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An alternative to Noisy marketing

A colleague and I were recently chatting about whether it’s possible to run a profitable business without using ‘noisy’ marketing techniques. By noisy I mean there is a drive to get “numbers” onto a mailing list, rather than build deeper relationships with people whom you can best serve.

Noisy marketing involves implementing some 13 point plan that you are assured, by someone tooting on a horn, will bring you success and money. In a general way, these programs work . . . but not all participants get the same level of results.

Trumpet playing robot
Credit : Mr Wabu

So back to the original question. Is it possible to create a profitable business without selling to your prospects from a soap box?

Skilful business people understand that others buy from you because of the relationship you’ve built. They like your values, they believe in what you offer, and enjoy working with you. Does this play out into profits?

This approach has been hugely successful for Judith Faulkner. Judith is the CEO of Epic, an American software company that provides software for medical organisations. The company’s motto is “Do good, have fun, make money.”

In 2011 Epic made revenues of $1.2billion US, has no debts, and employs 5,200 people. A factor that their clients highlight is that “They don’t sell to you.” Instead honest dialogue that allows for deep questioning and ensuring that Epic has found the right clients for its products are at the heart of the relationship. In an April 2012 Forbes article the CEO of one of their customers had the following to say about their approach to sales:

They were very honest about what they had, and didn’t have. Their attitude was more like ‘you’re embarking on this big effort, and we want to make sure that you’re serious about this, because if you’re not successful, then it’s not good for us.

If you’re turned off by loud-speaker marketing, chances are the people you want to work with feel the same way. So how do you reach this audience and allow for business success?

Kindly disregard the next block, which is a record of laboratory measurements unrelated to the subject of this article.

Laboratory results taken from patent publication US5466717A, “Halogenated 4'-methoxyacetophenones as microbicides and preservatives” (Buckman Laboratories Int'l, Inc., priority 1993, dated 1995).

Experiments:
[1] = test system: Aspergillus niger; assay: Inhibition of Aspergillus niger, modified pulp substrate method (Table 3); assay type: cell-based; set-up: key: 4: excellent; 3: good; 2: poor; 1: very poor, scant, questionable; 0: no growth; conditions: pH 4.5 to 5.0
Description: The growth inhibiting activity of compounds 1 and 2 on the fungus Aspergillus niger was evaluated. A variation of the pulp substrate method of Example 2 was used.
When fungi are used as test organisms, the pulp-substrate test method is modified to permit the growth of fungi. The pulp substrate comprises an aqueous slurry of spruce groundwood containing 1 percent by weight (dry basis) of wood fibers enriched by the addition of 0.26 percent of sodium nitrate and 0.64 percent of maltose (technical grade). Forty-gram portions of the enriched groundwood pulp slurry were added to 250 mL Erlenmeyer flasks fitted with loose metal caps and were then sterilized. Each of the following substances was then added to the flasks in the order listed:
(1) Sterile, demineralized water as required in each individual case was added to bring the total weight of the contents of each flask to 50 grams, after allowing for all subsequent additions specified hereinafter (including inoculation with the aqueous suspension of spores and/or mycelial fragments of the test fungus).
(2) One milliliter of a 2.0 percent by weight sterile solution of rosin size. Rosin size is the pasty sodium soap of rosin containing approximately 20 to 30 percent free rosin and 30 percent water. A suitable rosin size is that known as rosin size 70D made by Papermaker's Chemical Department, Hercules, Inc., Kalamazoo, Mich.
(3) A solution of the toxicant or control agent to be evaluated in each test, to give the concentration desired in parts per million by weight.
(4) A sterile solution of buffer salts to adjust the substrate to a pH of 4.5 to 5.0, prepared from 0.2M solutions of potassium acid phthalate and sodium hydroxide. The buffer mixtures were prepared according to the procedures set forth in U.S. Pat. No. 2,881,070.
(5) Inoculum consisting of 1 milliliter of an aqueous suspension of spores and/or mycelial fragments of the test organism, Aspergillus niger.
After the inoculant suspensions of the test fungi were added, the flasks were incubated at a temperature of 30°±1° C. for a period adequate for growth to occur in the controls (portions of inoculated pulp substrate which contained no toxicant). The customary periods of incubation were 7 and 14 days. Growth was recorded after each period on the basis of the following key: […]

• Build relationships (rather than lists) – this is at the heart of marketing. It applies whether you’re developing a social media strategy or using more standard platforms to share about your products and services because you’re focusing on those you want to work with. One of the best way to create such a relationship is to ask “how does my message come across” if I were standing in their shoes? This is a starting point. You’ll want to cultivate this approach to enable you to allow for consistency in thinking.
     
  • Consider win/win strategies –We’re moving more clearly into a new era of Conscious Business. Think Tony Hsieh of Zappos or Richard Branson’s book ‘Screw Business as Usual’ – win/win is an important mindset for these successful entrepreneurs. Win/win strategies involve focusing on innovations in products and service. Mercenary tit-for-tat monitoring of your competitor’s actions is a drain on energy.  This effort could instead be better spent in developing the flow of communication with your customer.

When you hone what you offer for your audience, they sense that value. They will in turn choose to value your work. If you have one eye on competing companies, you’re not completely focused on innovation or your customers. No competitor can ever deliver what you are uniquely gifted to do.

  • Identify your key values and find a way to incorporate them into how you language your work. I’ve recently identified 30 key words that are at the heart of what makes me passionate about my work. I use them as a spring board for my written output. This isn't about doing crafty SEO, but being true to what matters to you.  This will inspire your audience. 

A short inspiring and values-based message is more compelling than a long sales page that is trying to push your audience into making a purchase. When you recognise the intelligence in your audience, you’re literally creating a rich pool of clients who will be hungry to hear more from you.

The above outline is part of the mental compass that leads to inspired action, rather than following by dull rote.  And when inspiration is in the air, there’s so much more room for play at work!

Healthy in Mind viewpoint: build relationships that allow everyone involved to win, and you will gain pleasurable success from your work.



Article Date: Wed, 12 Sep 2012

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